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The Deadly, Invisible Borders Inside El Salvador

When the threats come, there is only one direction for families to run

Meridith Kohut/The New York Times/Redux

Last April, in the town of Izalco in the western state of Sonsonate, El Salvador, a group of families decided to dismantle the makeshift houses of wood and tin where they had been living for up to 26 years. The scene unfolded on a rural stretch of land known as the San Luis Ranch, where the families had built up a shantytown. The Mara Salvatrucha gang, which is blacklisted by the U.S. Treasury Department, had targeted one of the residents, and that meant all the families felt they had no choice but to move.

In the United States, you are having a debate over immigration. But many of the Central Americans now coming into the United States never wanted to leave their country. For them, the proper verb is not migrar, but huir—to flee. The breaking point for the residents of San Luis Ranch came when members of the Mara Salvatrucha, also known as MS-13, kidnapped Gerardo, a 22-year-old man from the settlement. That same night, Gerardo’s father, a 45-year-old farm laborer, went to the nearest police post to file a missing-person report. The police told him they couldn’t help him because they were using the area’s only patrol car to transport a sick woman. The next morning, Gerardo’s father and a few neighbors and rural police officers set off to look for him. They combed the foothills of the Izalco Volcano until they came to a hamlet called Cangrejera where a storm of gunshots stopped them cold. None of the shooters, the police would later estimate, were older than 15. Gerardo’s father and some of the other farm laborers thought they had caught a glimpse of a tied-up Gerardo being dragged away by the gang members who were shooting at them. Gerardo’s father chased after the child-thugs until a bullet caught him in the head.

But why was Gerardo abducted in the first place? According to the police, the young MS-13 members were provoked by Gerardo’s visits to his grandfather, who lived in a nearby subdivision ruled by the rival 18th Street Gang. No gang likes it when people living on their turf cross over to another’s. They fear that their enemy will take advantage by buying out their subjects and using them to attack from within. A visit to a relative becomes treason. In such ways does the violence in Central America reach people of all ages, not just the minors who fill news reports about the immigration crisis.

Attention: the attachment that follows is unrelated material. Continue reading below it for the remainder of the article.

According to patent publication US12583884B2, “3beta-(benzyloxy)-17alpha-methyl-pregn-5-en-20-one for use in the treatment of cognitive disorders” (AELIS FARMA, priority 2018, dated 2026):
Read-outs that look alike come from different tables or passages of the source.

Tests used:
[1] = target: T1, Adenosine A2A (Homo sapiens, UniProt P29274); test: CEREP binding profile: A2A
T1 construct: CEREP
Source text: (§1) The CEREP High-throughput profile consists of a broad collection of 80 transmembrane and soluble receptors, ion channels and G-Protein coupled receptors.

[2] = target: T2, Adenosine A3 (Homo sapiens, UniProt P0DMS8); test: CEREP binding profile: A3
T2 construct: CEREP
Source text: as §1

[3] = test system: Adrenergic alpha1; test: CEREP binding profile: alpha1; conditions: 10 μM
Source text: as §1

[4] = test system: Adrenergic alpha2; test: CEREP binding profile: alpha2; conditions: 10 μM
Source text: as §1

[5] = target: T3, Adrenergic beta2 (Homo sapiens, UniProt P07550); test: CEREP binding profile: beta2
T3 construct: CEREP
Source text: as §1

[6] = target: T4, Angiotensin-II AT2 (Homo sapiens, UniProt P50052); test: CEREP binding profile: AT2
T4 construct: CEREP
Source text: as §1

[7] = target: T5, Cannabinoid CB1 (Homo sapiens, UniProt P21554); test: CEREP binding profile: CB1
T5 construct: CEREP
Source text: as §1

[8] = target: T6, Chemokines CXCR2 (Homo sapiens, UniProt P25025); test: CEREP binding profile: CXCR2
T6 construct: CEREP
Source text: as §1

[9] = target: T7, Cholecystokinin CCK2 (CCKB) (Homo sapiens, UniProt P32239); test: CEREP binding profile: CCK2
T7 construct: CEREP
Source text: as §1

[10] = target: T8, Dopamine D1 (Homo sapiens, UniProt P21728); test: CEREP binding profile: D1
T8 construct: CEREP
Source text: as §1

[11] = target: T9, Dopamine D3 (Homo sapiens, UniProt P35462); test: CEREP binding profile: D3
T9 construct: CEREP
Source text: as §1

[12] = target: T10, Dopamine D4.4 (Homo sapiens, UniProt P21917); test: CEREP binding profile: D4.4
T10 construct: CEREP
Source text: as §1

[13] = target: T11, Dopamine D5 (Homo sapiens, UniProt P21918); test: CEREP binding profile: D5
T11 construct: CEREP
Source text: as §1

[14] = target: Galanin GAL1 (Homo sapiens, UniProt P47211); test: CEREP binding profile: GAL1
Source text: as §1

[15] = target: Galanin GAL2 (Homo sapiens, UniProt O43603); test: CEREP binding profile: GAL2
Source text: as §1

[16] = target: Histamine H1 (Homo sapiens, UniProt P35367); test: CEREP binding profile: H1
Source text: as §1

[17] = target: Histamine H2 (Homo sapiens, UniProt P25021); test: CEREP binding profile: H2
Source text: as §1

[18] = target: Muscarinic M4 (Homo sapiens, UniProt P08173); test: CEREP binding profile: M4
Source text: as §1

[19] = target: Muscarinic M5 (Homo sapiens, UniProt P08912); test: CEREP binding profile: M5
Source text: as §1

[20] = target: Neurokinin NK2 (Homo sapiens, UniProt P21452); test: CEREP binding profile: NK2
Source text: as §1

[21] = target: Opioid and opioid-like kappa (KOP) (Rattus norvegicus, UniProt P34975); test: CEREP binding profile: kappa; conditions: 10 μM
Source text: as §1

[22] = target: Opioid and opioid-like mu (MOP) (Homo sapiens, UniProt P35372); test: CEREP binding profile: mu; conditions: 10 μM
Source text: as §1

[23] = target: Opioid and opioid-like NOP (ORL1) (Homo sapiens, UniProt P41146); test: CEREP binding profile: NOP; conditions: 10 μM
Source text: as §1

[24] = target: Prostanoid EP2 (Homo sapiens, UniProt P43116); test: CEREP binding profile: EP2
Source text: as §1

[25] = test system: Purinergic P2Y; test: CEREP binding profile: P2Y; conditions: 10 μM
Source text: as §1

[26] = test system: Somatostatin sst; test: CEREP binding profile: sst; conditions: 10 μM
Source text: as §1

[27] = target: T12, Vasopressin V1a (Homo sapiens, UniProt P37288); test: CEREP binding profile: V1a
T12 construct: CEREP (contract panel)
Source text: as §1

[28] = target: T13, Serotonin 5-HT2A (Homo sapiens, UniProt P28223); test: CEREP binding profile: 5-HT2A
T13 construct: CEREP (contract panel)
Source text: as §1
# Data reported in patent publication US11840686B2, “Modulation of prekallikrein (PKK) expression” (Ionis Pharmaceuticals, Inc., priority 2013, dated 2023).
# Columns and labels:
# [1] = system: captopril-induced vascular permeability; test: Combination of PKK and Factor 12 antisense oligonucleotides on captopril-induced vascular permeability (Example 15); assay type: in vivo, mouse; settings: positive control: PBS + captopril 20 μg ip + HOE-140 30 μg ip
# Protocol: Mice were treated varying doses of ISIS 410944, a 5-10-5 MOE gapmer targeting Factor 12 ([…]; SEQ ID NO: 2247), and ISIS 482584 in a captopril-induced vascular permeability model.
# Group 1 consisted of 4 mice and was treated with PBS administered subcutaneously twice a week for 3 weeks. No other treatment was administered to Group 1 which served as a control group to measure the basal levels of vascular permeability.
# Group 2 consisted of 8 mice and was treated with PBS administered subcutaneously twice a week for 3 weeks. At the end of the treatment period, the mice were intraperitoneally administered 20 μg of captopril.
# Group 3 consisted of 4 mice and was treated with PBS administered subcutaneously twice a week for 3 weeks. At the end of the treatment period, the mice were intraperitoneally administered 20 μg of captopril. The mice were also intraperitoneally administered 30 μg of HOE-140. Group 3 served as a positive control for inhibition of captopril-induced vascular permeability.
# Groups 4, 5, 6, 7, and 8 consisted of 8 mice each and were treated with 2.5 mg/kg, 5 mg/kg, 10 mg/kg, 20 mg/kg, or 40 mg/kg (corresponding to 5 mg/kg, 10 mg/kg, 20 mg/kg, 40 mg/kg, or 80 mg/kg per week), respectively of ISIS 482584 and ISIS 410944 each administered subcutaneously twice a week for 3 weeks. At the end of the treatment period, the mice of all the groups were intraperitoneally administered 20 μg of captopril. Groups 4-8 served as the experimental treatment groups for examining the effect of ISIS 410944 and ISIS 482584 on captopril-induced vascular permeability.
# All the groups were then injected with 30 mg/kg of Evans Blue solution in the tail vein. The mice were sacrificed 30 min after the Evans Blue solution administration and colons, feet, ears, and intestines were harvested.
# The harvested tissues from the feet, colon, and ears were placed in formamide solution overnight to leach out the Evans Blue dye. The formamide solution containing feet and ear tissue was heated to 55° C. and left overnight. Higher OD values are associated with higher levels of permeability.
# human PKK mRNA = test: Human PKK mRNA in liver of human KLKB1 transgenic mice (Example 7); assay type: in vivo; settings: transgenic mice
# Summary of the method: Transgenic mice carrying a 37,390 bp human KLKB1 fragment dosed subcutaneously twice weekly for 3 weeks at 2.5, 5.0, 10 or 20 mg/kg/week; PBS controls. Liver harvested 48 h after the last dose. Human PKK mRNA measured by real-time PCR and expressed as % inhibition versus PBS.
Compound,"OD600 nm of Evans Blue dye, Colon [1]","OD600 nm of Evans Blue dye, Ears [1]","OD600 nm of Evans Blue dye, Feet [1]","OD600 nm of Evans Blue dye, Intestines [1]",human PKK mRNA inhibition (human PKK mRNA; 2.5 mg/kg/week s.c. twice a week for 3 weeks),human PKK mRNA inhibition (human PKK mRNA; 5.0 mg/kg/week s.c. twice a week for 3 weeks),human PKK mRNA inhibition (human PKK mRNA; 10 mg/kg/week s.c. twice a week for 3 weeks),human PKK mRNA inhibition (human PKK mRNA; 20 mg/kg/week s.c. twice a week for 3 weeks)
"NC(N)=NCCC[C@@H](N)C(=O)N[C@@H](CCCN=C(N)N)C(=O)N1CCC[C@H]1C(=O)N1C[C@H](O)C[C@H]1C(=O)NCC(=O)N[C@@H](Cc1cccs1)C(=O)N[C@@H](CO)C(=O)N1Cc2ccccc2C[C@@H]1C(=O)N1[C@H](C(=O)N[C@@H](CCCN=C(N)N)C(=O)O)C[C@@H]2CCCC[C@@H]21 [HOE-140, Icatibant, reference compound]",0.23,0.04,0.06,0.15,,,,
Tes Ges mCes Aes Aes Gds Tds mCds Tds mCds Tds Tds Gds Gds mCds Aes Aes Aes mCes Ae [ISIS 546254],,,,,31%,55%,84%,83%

The packing up of the settlement on San Luis Ranch was speedy and grim. A police squad stood by to protect neighbors from attacks while they dismantled their homes. That was the police’s only role: to watch over the escape.

Having problems with MS-13 or the 18th Street Gang means having problems with a criminal army. According to the Salvadoran Ministry of Public Security and Justice, there are some 60,000 active gang members in a country that has little more than 6.1 million inhabitants and barely spans 8,100 square miles. There are cliques of the main gangs in all 14 of El Salvador’s states. The state of Morazán has the fewest cliques with eight; San Salvador has the most with 216. The cliques—with names like Hollywood Locos Salvatrucha or Southern Tiny Locos—can be made up of adolescents armed with .38 caliber revolvers like the group of kids who killed Gerardo’s father, or they can be like the Fulton Locos Salvatrucha. When the police raided a Fulton Locos stronghouse, they found an arsenal, seizing more than ten AK-47s and M-16 rifles, as well as a dozen M-67 grenades.

Reuters/Daniel LeClair

The aftermath of an attack on a public bus in Guatemala City. 

On top of such firepower, the gangs have developed effective systems of surveillance and security, and they like to use these to humiliate the authorities. This past May, for example, the Salvadoran director of forensic medicine announced that a number of his technicians were extorted after entering gang territory to retrieve bodies.

You probably have read that El Salvador and Honduras have had the highest homicide rates in the world over the past ten years. But to put the numbers in proper perspective: In Mexico, when the violence caused by warring murderous organized crime groups like Los Zetas and the Sinaloa Cartel peaked in 2011, the country ranked only fourteenth for per capita killings, with an average of 22.8 homicides for every 100,000 inhabitants, according to the United Nations. Honduras, now ranked first, has 90 for every 100,000 people. El Salvador is right behind it. In 2013 alone, the gang violence of this frightened corner of the world claimed 15,328 lives.